The immutability of the data which sits on the blockchain is perhaps the most powerful and convincing reason to deploy blockchain-based solutions for a variety of socio-economic processes that are currently recorded on centralised servers. This ‘unchanging over time’ feature makes the blockchain useful for accounting and financial transactions, in identity management and in asset ownership, management and transfer, just to name a few examples. Once a transaction is written onto the blockchain, no one can change it or, at least, it would be extremely difficult to do so.

Transparency of data is embedded within the network as a whole. The blockchain network exists in a state of consensus, one that automatically checks in with itself. Due to the structure of a block, the data in a blockchain cannot be corrupted; hence altering any unit of information in it is almost impossible. Though, in theory, this can be done by using a huge amount of computing power to override the entire network, this is not possible practically.

By design, the blockchain is a decentralised technology. Anything that happens on it is a function of the network, as a whole. A global network of computers uses blockchain technology to jointly manage the database that records transactions. The consensus mechanism discussed next ensures the correctness of data stored on the blockchain.

By storing data across its network, the blockchain eliminates the risks that come with data being held centrally, and the network lacks centralised points of vulnerability that are prone to being exploited. The blockchain ensures all participants in the network use encryption technologies for the security of the data. Primarily, it uses PKI (public key infrastructure), and it is up to the participants to select other encryption technologies as per their preference.

What are consensus mechanisms and the types of consensus algorithms?

Consensus is an agreement among the network peers; it refers to a system of ensuring that participants agree to a certain state of the system as the true state. It is a process whereby the peers synchronise the data on the blockchain. There are a number of consensus mechanisms or algorithms. One is Proof of Work. Others include Proof of Stake, Proof of Elapsed Time and Simplified Byzantine Fault Tolerance. Bitcoin and Ethereum use Proof of Work, though Ethereum is moving towards Proof of Stake.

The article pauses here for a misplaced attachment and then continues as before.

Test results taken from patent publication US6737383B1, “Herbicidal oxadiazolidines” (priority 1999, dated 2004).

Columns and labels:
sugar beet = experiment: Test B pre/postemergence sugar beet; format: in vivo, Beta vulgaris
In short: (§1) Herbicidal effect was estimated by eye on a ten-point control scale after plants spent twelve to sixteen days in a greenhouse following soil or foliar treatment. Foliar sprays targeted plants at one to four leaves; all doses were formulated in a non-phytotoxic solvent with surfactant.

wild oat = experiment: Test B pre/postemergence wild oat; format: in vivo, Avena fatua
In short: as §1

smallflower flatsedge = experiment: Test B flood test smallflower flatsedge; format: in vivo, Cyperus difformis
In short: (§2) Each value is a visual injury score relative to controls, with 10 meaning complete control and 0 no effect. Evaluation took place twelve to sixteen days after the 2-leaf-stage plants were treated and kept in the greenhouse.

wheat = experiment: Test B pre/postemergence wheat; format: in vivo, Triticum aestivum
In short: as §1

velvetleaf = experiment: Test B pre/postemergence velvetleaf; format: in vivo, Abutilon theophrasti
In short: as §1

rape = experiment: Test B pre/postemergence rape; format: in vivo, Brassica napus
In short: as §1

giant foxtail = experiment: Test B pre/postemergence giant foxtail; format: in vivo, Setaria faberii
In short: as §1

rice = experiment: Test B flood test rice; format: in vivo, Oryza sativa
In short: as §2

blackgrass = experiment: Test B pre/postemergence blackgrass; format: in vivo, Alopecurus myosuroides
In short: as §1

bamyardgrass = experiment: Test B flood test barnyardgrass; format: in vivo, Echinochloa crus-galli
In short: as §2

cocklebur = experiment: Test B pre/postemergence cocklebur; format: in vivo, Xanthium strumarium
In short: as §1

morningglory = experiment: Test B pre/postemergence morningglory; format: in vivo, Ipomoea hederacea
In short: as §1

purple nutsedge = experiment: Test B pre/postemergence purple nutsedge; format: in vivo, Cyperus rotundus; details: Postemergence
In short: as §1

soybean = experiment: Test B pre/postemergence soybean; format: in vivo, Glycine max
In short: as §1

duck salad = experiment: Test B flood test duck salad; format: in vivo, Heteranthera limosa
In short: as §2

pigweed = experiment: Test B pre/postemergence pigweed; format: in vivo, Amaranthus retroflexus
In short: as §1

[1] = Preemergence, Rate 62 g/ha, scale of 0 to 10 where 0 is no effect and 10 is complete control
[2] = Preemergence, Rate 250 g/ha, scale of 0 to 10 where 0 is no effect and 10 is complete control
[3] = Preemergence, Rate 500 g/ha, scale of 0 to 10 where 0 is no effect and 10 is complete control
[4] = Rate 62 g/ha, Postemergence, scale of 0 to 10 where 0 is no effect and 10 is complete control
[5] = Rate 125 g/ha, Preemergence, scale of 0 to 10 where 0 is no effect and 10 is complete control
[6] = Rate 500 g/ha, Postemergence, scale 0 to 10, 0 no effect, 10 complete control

What are smart contracts?

Back in 1996, a man named Nick Szabo coined the term ‘smart contract’. You can think of it as a computer protocol used to facilitate, verify, or enforce the negotiation of a legal contract. A smart contract is a phrase used to describe computer code. Smart contracts are simply computer programs that execute predefined actions when certain conditions within the system are met. Smart contracts provide the language of transactions that allows the ledger state to be modified. They can facilitate the exchange and transfer of anything of value (e.g., shares, money, content and property).

Open source blockchain frameworks, projects and communities

Looking at the current state of research and some of the implementations of blockchain technologies, we can certainly say that most enterprise blockchain initiatives are backed by open source projects. Here’s a list of some of the popular open source blockchain projects.

  • Hyperledger is an open source effort created to advance cross-industry blockchain technologies. Hosted by the Linux Foundation, it is a global collaboration of members from various industries and organisations.
  • Quorum is a permissioned implementation of Ethereum, which supports data privacy. Quorum achieves data privacy by allowing data visibility on a need-to-know basis, using a voting-based consensus algorithm. Interestingly, Quorum was created and open sourced by J.P. Morgan.
  • Chain Core, created by, was initially designed for financial services institutions and for things like securities, bonds and currencies.
  • Corda is a distributed ledger platform designed to record, manage and automate legal agreements between businesses. It was created by the R3 Company, which is a consortium of over a hundred global financial institutions.

Originally published at on June 2, 2018.


Building the Community Around Containerised OpenStack Deployment